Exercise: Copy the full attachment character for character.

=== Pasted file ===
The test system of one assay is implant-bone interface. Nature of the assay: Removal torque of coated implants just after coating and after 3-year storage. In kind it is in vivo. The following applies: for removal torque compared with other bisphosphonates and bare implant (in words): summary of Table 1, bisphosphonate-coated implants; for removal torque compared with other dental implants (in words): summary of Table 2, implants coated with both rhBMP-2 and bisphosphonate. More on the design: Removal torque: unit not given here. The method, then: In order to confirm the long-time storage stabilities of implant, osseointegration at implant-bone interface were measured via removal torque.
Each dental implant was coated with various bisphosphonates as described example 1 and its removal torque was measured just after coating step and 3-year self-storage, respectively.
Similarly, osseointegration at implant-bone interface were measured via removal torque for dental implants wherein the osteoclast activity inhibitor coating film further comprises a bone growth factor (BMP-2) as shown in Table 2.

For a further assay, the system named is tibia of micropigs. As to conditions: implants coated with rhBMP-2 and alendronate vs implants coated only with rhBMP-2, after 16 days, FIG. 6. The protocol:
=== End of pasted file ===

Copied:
The test system of one assay is implant-bone interface. Nature of the assay: Removal torque of coated implants just after coating and after 3-year storage. In kind it is in vivo. The following applies: for removal torque compared with other bisphosphonates and bare implant (in words): summary of Table 1, bisphosphonate-coated implants; for removal torque compared with other dental implants (in words): summary of Table 2, implants coated with both rhBMP-2 and bisphosphonate. More on the design: Removal torque: unit not given here. The method, then: In order to confirm the long-time storage stabilities of implant, osseointegration at implant-bone interface were measured via removal torque.
Each dental implant was coated with various bisphosphonates as described example 1 and its removal torque was measured just after coating step and 3-year self-storage, respectively.
Similarly, osseointegration at implant-bone interface were measured via removal torque for dental implants wherein the osteoclast activity inhibitor coating film further comprises a bone growth factor (BMP-2) as shown in Table 2.

For a further assay, the system named is tibia of micropigs. As to conditions: implants coated with rhBMP-2 and alendronate vs implants coated only with rhBMP-2, after 16 days, FIG. 6. The protocol: